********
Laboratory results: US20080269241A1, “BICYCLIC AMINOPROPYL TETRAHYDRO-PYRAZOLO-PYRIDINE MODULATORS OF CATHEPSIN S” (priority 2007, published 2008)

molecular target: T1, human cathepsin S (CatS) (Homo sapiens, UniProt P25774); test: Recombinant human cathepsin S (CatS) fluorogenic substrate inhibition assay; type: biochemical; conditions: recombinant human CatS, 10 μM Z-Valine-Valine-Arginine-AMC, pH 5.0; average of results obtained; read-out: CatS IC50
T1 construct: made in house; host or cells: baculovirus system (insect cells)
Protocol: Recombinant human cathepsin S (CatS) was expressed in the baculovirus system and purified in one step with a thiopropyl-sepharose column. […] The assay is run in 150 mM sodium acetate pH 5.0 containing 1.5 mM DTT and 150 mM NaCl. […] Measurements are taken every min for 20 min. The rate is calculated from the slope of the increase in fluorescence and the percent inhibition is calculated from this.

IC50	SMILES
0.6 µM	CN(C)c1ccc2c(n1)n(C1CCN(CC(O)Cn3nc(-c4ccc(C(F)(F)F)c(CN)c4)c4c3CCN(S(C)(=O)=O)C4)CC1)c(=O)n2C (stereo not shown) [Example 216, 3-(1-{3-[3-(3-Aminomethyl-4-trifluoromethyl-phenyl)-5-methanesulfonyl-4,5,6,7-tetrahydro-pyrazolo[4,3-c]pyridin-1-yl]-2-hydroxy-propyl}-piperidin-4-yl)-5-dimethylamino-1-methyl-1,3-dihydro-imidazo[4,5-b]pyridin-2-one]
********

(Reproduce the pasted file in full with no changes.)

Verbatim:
Laboratory results: US20080269241A1, “BICYCLIC AMINOPROPYL TETRAHYDRO-PYRAZOLO-PYRIDINE MODULATORS OF CATHEPSIN S” (priority 2007, published 2008)

molecular target: T1, human cathepsin S (CatS) (Homo sapiens, UniProt P25774); test: Recombinant human cathepsin S (CatS) fluorogenic substrate inhibition assay; type: biochemical; conditions: recombinant human CatS, 10 μM Z-Valine-Valine-Arginine-AMC, pH 5.0; average of results obtained; read-out: CatS IC50
T1 construct: made in house; host or cells: baculovirus system (insect cells)
Protocol: Recombinant human cathepsin S (CatS) was expressed in the baculovirus system and purified in one step with a thiopropyl-sepharose column. […] The assay is run in 150 mM sodium acetate pH 5.0 containing 1.5 mM DTT and 150 mM NaCl. […] Measurements are taken every min for 20 min. The rate is calculated from the slope of the increase in fluorescence and the percent inhibition is calculated from this.

IC50	SMILES
0.6 µM	CN(C)c1ccc2c(n1)n(C1CCN(CC(O)Cn3nc(-c4ccc(C(F)(F)F)c(CN)c4)c4c3CCN(S(C)(=O)=O)C4)CC1)c(=O)n2C (stereo not shown) [Example 216, 3-(1-{3-[3-(3-Aminomethyl-4-trifluoromethyl-phenyl)-5-methanesulfonyl-4,5,6,7-tetrahydro-pyrazolo[4,3-c]pyridin-1-yl]-2-hydroxy-propyl}-piperidin-4-yl)-5-dimethylamino-1-methyl-1,3-dihydro-imidazo[4,5-b]pyridin-2-one]